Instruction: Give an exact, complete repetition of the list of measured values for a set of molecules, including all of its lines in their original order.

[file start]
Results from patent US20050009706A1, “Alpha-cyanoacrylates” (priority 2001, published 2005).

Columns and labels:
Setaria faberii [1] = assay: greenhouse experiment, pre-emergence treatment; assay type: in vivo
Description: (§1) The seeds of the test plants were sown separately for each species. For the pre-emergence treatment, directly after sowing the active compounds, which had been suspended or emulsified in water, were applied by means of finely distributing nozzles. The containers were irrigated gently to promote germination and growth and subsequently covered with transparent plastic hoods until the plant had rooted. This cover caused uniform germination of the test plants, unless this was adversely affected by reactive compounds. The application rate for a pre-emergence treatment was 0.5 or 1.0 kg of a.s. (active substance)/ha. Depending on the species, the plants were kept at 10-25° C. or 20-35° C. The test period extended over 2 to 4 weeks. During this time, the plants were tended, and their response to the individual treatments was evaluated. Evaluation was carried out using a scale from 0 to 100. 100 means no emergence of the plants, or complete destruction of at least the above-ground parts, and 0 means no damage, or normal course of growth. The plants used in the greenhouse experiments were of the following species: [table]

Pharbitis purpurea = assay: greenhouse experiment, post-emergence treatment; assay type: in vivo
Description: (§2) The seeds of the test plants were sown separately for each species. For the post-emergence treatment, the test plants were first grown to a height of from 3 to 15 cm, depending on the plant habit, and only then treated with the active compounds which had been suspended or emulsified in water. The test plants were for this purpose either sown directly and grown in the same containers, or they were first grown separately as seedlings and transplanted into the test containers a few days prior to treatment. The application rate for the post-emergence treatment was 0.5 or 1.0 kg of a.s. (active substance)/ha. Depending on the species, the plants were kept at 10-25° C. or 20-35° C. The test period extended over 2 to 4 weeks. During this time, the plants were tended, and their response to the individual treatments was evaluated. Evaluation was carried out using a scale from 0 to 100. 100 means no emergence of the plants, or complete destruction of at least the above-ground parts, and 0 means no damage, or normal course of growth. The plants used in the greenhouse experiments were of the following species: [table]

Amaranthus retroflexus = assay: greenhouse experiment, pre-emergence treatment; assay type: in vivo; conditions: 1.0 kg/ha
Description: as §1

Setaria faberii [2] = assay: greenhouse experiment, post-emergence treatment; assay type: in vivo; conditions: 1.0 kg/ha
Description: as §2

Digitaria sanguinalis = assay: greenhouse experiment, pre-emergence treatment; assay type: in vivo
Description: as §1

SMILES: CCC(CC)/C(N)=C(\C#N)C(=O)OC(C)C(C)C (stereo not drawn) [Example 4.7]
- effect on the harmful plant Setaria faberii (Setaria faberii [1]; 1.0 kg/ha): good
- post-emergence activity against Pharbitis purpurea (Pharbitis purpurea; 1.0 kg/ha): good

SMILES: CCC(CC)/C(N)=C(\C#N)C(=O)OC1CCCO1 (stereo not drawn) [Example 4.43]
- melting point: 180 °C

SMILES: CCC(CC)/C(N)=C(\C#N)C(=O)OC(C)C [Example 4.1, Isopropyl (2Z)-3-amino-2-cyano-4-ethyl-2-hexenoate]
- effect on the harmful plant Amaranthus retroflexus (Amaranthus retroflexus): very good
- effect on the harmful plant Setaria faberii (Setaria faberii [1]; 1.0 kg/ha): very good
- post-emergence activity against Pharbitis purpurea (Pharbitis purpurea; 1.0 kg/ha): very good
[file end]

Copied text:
Results from patent US20050009706A1, “Alpha-cyanoacrylates” (priority 2001, published 2005).

Columns and labels:
Setaria faberii [1] = assay: greenhouse experiment, pre-emergence treatment; assay type: in vivo
Description: (§1) The seeds of the test plants were sown separately for each species. For the pre-emergence treatment, directly after sowing the active compounds, which had been suspended or emulsified in water, were applied by means of finely distributing nozzles. The containers were irrigated gently to promote germination and growth and subsequently covered with transparent plastic hoods until the plant had rooted. This cover caused uniform germination of the test plants, unless this was adversely affected by reactive compounds. The application rate for a pre-emergence treatment was 0.5 or 1.0 kg of a.s. (active substance)/ha. Depending on the species, the plants were kept at 10-25° C. or 20-35° C. The test period extended over 2 to 4 weeks. During this time, the plants were tended, and their response to the individual treatments was evaluated. Evaluation was carried out using a scale from 0 to 100. 100 means no emergence of the plants, or complete destruction of at least the above-ground parts, and 0 means no damage, or normal course of growth. The plants used in the greenhouse experiments were of the following species: [table]

Pharbitis purpurea = assay: greenhouse experiment, post-emergence treatment; assay type: in vivo
Description: (§2) The seeds of the test plants were sown separately for each species. For the post-emergence treatment, the test plants were first grown to a height of from 3 to 15 cm, depending on the plant habit, and only then treated with the active compounds which had been suspended or emulsified in water. The test plants were for this purpose either sown directly and grown in the same containers, or they were first grown separately as seedlings and transplanted into the test containers a few days prior to treatment. The application rate for the post-emergence treatment was 0.5 or 1.0 kg of a.s. (active substance)/ha. Depending on the species, the plants were kept at 10-25° C. or 20-35° C. The test period extended over 2 to 4 weeks. During this time, the plants were tended, and their response to the individual treatments was evaluated. Evaluation was carried out using a scale from 0 to 100. 100 means no emergence of the plants, or complete destruction of at least the above-ground parts, and 0 means no damage, or normal course of growth. The plants used in the greenhouse experiments were of the following species: [table]

Amaranthus retroflexus = assay: greenhouse experiment, pre-emergence treatment; assay type: in vivo; conditions: 1.0 kg/ha
Description: as §1

Setaria faberii [2] = assay: greenhouse experiment, post-emergence treatment; assay type: in vivo; conditions: 1.0 kg/ha
Description: as §2

Digitaria sanguinalis = assay: greenhouse experiment, pre-emergence treatment; assay type: in vivo
Description: as §1

SMILES: CCC(CC)/C(N)=C(\C#N)C(=O)OC(C)C(C)C (stereo not drawn) [Example 4.7]
- effect on the harmful plant Setaria faberii (Setaria faberii [1]; 1.0 kg/ha): good
- post-emergence activity against Pharbitis purpurea (Pharbitis purpurea; 1.0 kg/ha): good

SMILES: CCC(CC)/C(N)=C(\C#N)C(=O)OC1CCCO1 (stereo not drawn) [Example 4.43]
- melting point: 180 °C

SMILES: CCC(CC)/C(N)=C(\C#N)C(=O)OC(C)C [Example 4.1, Isopropyl (2Z)-3-amino-2-cyano-4-ethyl-2-hexenoate]
- effect on the harmful plant Amaranthus retroflexus (Amaranthus retroflexus): very good
- effect on the harmful plant Setaria faberii (Setaria faberii [1]; 1.0 kg/ha): very good
- post-emergence activity against Pharbitis purpurea (Pharbitis purpurea; 1.0 kg/ha): very good